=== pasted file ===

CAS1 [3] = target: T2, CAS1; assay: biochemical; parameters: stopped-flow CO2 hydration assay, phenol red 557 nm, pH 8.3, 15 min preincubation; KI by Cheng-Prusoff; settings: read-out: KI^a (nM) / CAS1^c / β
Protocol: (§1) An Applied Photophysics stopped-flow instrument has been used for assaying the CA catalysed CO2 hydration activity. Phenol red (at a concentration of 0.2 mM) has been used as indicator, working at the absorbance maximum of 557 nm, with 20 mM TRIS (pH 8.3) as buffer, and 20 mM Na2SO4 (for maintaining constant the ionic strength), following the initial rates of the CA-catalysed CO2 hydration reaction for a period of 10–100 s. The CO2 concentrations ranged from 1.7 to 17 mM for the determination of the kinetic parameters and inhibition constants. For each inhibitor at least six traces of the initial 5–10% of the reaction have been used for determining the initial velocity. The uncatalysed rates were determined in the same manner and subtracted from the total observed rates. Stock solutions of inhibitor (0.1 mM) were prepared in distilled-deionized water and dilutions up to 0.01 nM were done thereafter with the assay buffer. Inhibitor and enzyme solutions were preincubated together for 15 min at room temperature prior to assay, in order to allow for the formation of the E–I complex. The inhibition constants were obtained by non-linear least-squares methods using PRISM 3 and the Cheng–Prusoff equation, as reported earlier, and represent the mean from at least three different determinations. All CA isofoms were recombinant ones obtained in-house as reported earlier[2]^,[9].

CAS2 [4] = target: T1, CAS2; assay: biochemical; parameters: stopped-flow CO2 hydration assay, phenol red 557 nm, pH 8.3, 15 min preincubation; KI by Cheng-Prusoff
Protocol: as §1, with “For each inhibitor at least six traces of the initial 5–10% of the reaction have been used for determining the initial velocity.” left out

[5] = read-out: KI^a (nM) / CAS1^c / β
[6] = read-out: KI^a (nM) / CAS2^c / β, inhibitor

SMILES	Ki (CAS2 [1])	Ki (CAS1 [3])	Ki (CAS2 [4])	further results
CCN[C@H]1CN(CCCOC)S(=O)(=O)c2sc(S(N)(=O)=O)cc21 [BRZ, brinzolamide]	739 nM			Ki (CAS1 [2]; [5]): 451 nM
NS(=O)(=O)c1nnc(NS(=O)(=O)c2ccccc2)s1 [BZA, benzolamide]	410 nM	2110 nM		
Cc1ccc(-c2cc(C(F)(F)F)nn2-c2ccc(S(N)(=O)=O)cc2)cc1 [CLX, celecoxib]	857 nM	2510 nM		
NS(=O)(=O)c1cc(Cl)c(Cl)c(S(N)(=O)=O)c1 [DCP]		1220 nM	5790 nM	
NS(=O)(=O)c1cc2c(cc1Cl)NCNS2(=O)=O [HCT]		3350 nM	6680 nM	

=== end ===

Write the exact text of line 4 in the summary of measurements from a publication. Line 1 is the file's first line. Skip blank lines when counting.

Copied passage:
Protocol: as §1, with “For each inhibitor at least six traces of the initial 5–10% of the reaction have been used for determining the initial velocity.” left out